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Issue 197: Pop! Goes Your Brain

Oh, the Pressure!

Who doesn’t enjoy snacks? They’re enjoyable and satisfying—but you need to choose your snacks wisely, watching out for additives, excess sugar and high fructose corn syrup, unhealthy fats and carbs—and even chemicalized butter flavor.

That’s right. It’s called diacetyl, and it’s a synthetic-made chemical used by food companies that gives foods and snacks their buttery flavor and smell. In the past, it’s been cited in microwave popcorn. Interestingly, many of the companies who make microwave popcorn have stopped using diacetyl because it’s been linked to lung damage in workers at their manufacturing facilities.

A University of Minnesota study, however, indicates that diacetyl not only is a risk factor in workers’ lung damage, but that it may also have unhealthy effects on the brain. The researchers found that diacetyl can pass through the blood-brain barrier which, of course, is there to help keep toxins such as diacetyl out of the brain. Likewise, diacetyl can cause brain proteins to “misfold” into what’s known as the Alzheimer’s-linked kind called beta amyloid.

That’s not all, though. Diacetyl also impedes natural defense mechanisms which get rid of the dangerous beta amyloid from your brain. And while it’s not confirmed that eating these diacetyl-packed foods or snacks actually increase a person’s risk for Alzheimer’s, it’s unsettling, to say the least, that diacetyl—at relatively low concentrations— can contribute to brain plaques that are linked to Alzheimer’s.

As mentioned, microwave popcorn is not the only contributor. Certain processed snack foods, baked goods, some fast foods and other food products as well as some pet foods contain diacetyl.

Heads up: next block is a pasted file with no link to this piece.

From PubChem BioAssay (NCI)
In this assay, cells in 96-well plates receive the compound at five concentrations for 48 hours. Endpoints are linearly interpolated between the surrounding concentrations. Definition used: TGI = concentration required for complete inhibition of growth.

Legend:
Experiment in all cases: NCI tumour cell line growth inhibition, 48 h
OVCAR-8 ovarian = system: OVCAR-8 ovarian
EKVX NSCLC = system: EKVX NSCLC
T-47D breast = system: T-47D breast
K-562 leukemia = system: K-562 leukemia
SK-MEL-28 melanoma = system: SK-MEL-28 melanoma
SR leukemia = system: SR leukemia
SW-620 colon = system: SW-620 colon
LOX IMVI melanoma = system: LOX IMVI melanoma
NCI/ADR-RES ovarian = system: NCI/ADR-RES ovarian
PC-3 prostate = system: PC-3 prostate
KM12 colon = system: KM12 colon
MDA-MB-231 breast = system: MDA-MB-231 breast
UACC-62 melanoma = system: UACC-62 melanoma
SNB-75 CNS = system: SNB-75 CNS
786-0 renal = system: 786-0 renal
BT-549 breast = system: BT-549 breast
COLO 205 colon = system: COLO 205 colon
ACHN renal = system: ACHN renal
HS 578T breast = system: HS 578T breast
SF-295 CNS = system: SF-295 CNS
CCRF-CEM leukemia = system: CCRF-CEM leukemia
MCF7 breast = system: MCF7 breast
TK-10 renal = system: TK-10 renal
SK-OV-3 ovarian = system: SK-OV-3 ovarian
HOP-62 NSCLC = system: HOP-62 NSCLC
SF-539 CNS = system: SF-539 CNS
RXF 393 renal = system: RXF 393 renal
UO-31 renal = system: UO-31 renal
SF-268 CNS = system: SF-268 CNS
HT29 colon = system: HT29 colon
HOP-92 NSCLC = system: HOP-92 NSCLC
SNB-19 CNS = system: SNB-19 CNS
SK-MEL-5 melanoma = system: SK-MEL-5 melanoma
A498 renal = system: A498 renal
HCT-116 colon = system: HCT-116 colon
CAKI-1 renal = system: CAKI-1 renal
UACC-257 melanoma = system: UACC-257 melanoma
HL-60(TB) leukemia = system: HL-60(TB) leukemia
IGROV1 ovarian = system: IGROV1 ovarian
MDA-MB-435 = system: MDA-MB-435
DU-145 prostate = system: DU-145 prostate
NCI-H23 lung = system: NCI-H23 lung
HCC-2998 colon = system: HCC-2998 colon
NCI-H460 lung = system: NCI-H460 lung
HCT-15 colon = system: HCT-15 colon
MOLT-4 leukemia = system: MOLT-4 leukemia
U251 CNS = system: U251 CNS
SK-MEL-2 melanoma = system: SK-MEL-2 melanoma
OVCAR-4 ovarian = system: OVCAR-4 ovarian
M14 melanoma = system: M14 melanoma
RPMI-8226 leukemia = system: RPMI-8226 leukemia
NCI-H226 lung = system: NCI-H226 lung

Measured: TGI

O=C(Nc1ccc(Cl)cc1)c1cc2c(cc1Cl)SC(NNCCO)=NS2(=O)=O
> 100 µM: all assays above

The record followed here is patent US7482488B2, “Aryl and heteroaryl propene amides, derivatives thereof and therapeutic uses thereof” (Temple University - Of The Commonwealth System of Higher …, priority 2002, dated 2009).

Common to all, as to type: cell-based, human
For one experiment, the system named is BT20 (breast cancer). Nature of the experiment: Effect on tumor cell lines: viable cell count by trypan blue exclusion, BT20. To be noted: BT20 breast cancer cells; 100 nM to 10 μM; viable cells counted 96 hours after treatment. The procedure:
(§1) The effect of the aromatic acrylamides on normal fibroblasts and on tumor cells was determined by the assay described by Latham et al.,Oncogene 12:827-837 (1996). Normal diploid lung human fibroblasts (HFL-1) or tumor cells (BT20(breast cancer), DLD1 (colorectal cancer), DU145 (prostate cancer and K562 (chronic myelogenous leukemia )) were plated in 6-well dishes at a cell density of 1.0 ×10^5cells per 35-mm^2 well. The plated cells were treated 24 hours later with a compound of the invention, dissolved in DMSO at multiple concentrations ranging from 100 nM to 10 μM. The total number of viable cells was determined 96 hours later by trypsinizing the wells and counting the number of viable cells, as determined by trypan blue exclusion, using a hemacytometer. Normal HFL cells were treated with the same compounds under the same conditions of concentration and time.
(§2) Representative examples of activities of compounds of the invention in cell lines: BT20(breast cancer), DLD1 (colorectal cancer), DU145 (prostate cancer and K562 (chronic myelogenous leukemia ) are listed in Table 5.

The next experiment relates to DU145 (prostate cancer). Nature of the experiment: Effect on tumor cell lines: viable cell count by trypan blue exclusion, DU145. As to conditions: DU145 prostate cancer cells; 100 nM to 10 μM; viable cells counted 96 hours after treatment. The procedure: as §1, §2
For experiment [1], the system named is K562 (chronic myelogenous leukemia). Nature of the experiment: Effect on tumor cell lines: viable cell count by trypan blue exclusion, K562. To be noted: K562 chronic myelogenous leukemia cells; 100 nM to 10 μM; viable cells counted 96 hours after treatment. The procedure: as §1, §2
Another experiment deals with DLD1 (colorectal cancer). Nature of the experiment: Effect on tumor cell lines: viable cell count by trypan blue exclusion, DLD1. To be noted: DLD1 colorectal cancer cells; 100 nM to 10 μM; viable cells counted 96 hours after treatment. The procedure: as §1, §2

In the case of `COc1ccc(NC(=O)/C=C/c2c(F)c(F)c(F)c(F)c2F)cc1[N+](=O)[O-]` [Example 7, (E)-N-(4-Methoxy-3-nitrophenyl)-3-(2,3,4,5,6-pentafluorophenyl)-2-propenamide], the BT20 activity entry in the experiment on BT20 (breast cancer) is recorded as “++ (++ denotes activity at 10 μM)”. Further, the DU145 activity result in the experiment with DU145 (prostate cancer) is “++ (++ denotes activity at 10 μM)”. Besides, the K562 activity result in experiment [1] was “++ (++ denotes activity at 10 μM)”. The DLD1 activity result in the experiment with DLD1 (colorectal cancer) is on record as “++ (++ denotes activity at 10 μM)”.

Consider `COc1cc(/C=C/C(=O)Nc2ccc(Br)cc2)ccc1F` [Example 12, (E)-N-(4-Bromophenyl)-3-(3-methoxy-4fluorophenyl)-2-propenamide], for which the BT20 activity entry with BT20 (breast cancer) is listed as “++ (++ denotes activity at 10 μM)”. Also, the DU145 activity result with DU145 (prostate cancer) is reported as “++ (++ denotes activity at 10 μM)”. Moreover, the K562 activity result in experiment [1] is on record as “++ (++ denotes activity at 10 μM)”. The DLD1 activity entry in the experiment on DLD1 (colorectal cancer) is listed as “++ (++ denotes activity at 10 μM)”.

While some microwave popcorn companies and other food companies manufacturing conventional, processed foods have put a hold on diacetyl, don’t think that you’re out of the woods yet. Many of those who’ve stopped using diacetyl in their manufacturing processes have simply replaced it with another chemical ingredient named 2,3-pentanedione (PD), which also gives a buttery flavor and scent.

PD has its share of problems, too, though. It can be toxic to the respiratory system as well. What’s more is that, in tested rats, it altered the gene expression of their brains, leading to neurotoxicity.

Then there are the chemicals used to keep grease and oils from leaking through food wrappers. They’re called perfluoroalkyls, or PFCs, and they can make their way into the food and into your body, where they can mess with your endocrine system and adversely affect your sex hormones. In fact, PFCs have been linked to infertility, thyroid disease, cancer, immune system problems and other unhealthy outcomes.

In short, when it comes to snacks and other foods, avoid all the bad stuff associated with conventional, processed foods—including these chemicals and others that can adversely affect your brain and more

The bottom line? Keep your snacking pure and simple.

 

 

This information is intended for educational and informational purposes only. It should not be used in place of an individual consultation or examination or replace the advice of your health care professional and should not be relied upon to determine diagnosis or course of treatment.


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